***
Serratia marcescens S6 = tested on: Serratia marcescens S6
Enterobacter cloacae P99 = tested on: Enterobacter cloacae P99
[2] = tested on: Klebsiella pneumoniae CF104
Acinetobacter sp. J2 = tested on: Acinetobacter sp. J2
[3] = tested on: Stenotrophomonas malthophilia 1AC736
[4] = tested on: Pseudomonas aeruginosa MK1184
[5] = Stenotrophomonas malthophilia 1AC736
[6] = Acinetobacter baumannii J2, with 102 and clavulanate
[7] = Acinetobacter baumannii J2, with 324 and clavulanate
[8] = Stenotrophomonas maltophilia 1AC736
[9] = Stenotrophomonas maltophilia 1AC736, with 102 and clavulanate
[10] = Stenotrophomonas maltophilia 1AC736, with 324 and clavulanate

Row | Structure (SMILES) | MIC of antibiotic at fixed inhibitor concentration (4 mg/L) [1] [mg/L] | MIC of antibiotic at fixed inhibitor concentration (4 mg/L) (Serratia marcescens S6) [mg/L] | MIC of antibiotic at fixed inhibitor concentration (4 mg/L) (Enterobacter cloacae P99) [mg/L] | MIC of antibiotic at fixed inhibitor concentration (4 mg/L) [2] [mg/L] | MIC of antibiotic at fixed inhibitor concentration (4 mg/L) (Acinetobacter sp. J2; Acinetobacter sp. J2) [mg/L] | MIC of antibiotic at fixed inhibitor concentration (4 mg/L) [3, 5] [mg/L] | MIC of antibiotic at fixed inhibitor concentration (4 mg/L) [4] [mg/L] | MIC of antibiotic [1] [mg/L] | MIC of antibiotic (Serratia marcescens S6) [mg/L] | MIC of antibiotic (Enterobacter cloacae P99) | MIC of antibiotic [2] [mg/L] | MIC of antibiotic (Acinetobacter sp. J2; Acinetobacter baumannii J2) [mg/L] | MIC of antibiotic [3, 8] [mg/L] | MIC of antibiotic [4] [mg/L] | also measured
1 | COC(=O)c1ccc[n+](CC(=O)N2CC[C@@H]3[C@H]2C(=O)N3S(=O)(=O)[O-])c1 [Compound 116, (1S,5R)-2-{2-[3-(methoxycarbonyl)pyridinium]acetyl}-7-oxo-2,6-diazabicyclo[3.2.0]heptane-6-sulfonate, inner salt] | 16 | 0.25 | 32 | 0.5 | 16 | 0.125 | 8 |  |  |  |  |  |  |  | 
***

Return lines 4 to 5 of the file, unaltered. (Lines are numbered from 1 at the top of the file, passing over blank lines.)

Acinetobacter sp. J2 = tested on: Acinetobacter sp. J2
[3] = tested on: Stenotrophomonas malthophilia 1AC736